Chung met his wife, Harriett, in Australia four years ago. Harriett is 30 years old. They married two years ago. Unfortunately, Chung's parents and family could not attend the wedding due to the high costs of travel and his mother has severe arthritis in her hips, making travel very difficult. Chung found their wedding day emotionally difficult. He felt the ceremony lacked reference to his Chinese culture. On reflection, he feels that he wasn't as involved in the wedding planning as he could have been, due to his long working hours. He simply agreed to the suggestions and plans made by Harriett and her family.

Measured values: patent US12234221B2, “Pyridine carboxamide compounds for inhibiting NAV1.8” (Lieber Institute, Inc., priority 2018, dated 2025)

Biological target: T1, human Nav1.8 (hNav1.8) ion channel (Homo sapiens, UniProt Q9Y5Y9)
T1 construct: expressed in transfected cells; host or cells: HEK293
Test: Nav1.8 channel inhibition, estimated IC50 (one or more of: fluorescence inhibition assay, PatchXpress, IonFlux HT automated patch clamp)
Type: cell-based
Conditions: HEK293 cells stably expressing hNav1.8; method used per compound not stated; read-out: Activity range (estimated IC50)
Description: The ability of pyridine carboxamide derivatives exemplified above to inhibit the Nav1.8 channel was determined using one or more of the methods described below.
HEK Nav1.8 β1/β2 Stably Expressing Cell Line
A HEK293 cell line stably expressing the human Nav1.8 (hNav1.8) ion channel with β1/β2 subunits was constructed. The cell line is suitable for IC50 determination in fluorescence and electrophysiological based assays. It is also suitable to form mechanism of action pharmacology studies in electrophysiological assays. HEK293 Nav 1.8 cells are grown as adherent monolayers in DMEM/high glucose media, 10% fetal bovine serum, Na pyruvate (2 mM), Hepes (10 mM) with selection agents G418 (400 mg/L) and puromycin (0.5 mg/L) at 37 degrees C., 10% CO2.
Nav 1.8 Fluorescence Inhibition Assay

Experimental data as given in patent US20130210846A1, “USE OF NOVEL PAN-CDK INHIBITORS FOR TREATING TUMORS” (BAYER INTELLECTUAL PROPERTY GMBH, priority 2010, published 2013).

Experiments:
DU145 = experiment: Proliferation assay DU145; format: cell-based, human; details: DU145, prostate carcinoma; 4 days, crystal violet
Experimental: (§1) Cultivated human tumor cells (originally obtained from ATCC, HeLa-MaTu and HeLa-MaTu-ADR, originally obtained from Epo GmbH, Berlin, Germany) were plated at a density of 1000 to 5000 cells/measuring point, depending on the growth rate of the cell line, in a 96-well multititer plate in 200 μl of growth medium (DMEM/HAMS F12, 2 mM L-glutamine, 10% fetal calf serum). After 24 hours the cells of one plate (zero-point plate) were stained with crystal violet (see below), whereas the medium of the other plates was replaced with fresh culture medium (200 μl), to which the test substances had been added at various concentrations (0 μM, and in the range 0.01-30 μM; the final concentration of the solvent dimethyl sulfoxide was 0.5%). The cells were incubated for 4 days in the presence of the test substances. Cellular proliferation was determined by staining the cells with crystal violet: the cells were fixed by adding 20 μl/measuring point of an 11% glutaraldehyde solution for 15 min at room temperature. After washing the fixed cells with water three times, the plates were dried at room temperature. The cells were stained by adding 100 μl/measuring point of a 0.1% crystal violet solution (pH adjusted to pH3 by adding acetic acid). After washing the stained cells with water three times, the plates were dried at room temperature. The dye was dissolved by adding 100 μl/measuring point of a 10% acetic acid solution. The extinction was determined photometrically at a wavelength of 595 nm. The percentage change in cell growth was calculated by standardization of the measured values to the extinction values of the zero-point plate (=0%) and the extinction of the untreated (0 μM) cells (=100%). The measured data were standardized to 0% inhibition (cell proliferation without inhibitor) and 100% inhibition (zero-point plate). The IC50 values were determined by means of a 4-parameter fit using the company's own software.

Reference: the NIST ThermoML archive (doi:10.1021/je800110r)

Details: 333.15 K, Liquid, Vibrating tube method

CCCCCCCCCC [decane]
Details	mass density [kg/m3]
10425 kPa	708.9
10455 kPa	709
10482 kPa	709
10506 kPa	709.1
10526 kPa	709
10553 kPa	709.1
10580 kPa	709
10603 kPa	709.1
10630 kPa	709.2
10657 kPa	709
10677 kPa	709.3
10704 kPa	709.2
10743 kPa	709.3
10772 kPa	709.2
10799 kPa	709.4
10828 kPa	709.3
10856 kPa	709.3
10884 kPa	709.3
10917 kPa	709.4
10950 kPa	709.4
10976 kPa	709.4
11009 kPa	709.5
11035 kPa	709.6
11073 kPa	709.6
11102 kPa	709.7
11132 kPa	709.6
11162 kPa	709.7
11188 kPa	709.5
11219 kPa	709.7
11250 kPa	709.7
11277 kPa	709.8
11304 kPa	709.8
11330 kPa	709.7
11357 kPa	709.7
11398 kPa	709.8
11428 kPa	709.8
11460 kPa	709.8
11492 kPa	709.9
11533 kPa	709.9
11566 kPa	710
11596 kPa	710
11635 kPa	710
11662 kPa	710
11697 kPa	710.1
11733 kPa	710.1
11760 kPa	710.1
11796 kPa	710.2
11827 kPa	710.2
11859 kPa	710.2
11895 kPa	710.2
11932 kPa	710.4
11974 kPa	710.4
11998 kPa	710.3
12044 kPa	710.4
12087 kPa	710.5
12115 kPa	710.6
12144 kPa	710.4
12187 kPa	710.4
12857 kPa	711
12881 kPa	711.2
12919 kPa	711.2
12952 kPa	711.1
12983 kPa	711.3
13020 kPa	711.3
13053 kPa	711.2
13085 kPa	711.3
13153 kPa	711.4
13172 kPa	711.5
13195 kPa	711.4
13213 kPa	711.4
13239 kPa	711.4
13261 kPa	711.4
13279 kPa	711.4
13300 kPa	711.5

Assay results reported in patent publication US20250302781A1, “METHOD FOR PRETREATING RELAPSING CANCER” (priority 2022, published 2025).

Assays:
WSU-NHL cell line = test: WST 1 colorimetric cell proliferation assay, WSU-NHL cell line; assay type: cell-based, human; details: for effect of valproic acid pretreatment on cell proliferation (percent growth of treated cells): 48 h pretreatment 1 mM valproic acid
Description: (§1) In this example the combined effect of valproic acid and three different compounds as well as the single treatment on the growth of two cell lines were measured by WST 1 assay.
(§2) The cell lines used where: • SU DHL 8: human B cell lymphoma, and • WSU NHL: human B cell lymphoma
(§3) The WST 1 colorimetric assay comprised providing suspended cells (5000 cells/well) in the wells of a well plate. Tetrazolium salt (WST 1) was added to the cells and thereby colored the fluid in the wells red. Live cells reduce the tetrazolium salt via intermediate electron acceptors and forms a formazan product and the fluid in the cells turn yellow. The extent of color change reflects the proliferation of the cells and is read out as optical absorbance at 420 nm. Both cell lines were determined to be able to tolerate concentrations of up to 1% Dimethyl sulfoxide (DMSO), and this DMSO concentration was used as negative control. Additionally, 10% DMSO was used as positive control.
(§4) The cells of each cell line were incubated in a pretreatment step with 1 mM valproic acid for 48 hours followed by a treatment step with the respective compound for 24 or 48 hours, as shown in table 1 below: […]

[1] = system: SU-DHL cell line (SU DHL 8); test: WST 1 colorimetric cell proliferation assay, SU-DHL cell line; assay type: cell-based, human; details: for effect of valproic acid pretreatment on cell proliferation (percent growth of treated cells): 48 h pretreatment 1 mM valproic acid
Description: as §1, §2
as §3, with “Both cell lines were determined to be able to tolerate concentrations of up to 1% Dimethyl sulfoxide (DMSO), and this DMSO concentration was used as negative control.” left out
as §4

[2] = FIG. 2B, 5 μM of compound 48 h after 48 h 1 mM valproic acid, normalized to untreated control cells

Chung and Harriett now have a three week-old baby girl, Charlotte. Charlotte was born by caesarean section, due to birth complications. Harriett has had an infection in the operation site since the birth, resulting in lots of pain, frequent dressings and difficulties moving around. Chung was off work for one week after the baby's birth. However, he has now returned to working shifts, often working through the night, where he may go without sleep for 20 – 24 hours. Harriett's parents are staying with them to support Harriett while Chung is at work. However, he finds that Harriett's parents are very involved with baby care even when he is home. Given this, Chung finds he gets very little time and space to be with his new daughter.